Like parenting, leadership is not measured by favorability ratings. I recall after one of my first promotions at Motorola, another senior leader asked me, “Is anyone angry with you yet?” With barely a week in the role, I indicated “no, not yet” and I clearly remember his response to this day. “Then you aren’t working hard enough.” That moment is when I learned that leadership is about taking risks, challenging the status quo, upsetting the apple cart, and nothing about people liking you.
Similar to the parenting philosophy of Tough Love, I teach clients to implement what I call Robust Accountability. When parents typically implement Tough Love, it is with a troubled child and assumes parents are weak and must work diligently to implement their own rules. Conversely, implementing Robust Accountability in the workplace assumes the leader has the strength of character and the ability to compassionately hold others accountable whether it’s with clients, employees, or peers. As leaders, we have the obligation to set clear expectations and hold everyone accountable.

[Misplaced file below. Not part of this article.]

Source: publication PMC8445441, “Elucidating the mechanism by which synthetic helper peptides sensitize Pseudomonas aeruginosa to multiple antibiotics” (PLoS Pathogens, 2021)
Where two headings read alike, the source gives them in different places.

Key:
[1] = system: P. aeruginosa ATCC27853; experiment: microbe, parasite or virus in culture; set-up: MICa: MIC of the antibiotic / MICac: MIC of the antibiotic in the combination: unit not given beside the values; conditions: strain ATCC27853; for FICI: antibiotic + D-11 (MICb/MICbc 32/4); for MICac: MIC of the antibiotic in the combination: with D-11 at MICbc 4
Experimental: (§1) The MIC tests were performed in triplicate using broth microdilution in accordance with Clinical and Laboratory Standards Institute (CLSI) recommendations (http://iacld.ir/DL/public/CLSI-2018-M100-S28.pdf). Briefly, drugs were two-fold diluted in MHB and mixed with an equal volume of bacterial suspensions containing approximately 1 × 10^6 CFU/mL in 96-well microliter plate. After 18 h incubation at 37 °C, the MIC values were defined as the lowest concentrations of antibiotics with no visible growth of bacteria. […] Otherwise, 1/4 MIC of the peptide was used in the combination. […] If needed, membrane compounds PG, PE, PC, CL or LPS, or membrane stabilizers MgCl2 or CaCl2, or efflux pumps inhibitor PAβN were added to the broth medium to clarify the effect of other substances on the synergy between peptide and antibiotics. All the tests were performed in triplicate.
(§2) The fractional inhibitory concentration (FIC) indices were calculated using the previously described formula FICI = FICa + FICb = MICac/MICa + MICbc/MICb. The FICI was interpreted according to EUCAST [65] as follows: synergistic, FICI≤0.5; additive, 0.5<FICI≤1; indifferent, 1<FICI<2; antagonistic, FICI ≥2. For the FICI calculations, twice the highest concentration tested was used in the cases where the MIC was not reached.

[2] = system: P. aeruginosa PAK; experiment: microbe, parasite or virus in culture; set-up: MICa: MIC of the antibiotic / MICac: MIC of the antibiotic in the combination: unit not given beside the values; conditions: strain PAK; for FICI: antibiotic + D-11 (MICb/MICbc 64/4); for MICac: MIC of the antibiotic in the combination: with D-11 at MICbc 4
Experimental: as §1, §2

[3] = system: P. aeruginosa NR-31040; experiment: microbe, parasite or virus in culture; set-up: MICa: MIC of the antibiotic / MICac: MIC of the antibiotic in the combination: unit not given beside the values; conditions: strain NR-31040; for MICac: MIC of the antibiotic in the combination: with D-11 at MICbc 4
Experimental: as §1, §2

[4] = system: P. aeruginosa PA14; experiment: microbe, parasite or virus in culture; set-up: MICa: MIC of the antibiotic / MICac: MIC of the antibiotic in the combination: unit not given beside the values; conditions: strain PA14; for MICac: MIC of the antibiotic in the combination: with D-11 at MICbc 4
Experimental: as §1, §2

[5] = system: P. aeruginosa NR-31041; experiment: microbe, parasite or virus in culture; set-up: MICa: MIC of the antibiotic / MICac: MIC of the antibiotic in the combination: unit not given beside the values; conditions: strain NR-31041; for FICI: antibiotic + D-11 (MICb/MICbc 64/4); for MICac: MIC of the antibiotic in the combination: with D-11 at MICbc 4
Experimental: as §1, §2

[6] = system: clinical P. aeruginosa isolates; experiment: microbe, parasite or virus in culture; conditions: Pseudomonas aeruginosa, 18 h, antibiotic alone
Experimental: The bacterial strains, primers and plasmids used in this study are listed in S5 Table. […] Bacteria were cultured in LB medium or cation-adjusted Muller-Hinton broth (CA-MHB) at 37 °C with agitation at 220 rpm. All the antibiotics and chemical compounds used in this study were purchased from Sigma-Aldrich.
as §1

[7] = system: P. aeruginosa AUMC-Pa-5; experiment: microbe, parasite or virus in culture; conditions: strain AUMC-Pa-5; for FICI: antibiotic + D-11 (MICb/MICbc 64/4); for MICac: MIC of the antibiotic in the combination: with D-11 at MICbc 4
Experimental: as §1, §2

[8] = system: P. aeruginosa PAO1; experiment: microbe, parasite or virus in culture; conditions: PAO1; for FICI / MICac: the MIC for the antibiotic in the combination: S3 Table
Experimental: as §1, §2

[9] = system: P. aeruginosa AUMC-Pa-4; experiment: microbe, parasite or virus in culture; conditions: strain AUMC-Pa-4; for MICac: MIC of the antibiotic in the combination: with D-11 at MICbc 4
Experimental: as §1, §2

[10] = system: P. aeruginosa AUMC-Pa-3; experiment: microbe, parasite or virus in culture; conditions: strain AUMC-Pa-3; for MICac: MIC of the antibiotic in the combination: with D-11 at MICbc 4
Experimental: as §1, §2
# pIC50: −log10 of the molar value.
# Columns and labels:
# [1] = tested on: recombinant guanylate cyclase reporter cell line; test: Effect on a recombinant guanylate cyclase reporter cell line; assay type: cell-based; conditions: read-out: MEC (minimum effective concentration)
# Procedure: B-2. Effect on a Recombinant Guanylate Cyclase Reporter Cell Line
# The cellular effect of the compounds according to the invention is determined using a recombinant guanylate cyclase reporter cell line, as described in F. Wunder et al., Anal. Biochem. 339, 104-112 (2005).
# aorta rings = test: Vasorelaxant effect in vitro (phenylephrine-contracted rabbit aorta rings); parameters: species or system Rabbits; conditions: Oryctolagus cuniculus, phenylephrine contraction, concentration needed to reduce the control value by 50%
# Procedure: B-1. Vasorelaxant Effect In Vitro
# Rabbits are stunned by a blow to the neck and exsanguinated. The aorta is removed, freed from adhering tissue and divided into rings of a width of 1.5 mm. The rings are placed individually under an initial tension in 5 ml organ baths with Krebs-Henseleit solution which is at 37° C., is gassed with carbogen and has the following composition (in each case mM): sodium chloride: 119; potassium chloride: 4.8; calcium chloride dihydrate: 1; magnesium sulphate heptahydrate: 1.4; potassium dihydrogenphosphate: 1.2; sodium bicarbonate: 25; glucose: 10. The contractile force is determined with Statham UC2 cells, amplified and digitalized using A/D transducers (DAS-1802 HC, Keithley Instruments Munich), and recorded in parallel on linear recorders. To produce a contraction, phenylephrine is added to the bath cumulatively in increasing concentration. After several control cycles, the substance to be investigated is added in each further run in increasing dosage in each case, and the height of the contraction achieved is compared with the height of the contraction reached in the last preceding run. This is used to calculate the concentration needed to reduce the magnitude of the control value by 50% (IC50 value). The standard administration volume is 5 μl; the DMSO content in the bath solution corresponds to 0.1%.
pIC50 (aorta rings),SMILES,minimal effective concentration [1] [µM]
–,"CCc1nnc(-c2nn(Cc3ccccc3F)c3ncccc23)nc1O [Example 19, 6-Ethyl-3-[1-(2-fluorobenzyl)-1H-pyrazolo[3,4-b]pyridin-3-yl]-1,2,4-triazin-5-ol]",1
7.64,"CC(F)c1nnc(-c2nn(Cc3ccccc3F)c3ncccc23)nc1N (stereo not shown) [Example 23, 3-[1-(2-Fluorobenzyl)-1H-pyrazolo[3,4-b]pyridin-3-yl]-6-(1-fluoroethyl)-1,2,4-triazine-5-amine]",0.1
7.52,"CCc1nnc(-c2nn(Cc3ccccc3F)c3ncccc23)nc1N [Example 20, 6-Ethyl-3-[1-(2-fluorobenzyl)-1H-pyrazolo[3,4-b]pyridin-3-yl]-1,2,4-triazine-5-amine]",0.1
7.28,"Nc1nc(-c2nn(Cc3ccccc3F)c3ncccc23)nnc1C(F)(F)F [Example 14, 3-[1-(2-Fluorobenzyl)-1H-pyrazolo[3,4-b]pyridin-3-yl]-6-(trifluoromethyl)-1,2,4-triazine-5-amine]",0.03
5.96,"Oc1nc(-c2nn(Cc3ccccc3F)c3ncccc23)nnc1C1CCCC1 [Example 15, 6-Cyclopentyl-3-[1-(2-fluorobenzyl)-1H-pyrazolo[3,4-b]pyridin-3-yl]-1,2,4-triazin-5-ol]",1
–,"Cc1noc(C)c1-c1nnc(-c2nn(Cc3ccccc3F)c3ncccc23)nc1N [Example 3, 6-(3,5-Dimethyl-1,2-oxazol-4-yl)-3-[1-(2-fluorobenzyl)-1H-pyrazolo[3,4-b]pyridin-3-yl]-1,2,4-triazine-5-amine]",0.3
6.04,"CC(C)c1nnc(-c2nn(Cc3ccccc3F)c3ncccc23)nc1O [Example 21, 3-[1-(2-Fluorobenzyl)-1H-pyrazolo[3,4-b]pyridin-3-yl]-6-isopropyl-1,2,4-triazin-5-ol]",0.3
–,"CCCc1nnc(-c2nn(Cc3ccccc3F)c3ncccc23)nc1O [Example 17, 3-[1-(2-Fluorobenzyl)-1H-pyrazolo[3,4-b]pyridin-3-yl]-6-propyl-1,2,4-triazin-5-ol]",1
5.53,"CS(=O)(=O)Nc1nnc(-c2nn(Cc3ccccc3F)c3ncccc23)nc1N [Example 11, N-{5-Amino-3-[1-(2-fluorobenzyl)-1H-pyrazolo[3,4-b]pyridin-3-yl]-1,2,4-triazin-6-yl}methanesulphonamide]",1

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Here are a few real-life examples from the leaders I work with and how to implement Robust Accountability:
A key employee on your team continually behaves inappropriately with clients, peers and management. Otherwise they are skilled and competent in their job. Perhaps they are disrespectful, curse like a sailor, hostile, or don’t live out the company’s values. Robust Accountability in this situation calls for a frank conversation and clear opportunity for corrective action. If not corrected, then it’s time for them to go.
Your peer group is not meeting your needs. Ask for what you need. Others may be thinking the same thing. If things don’t change, then move on and find one that does. No hard feelings. It’s as simple as that.
Tiptoeing around the elephant in the room serves no one. Implementing Robust Accountability in the work place may result in some hurt feelings, but holds the possibility of a positive outcome for everyone involved.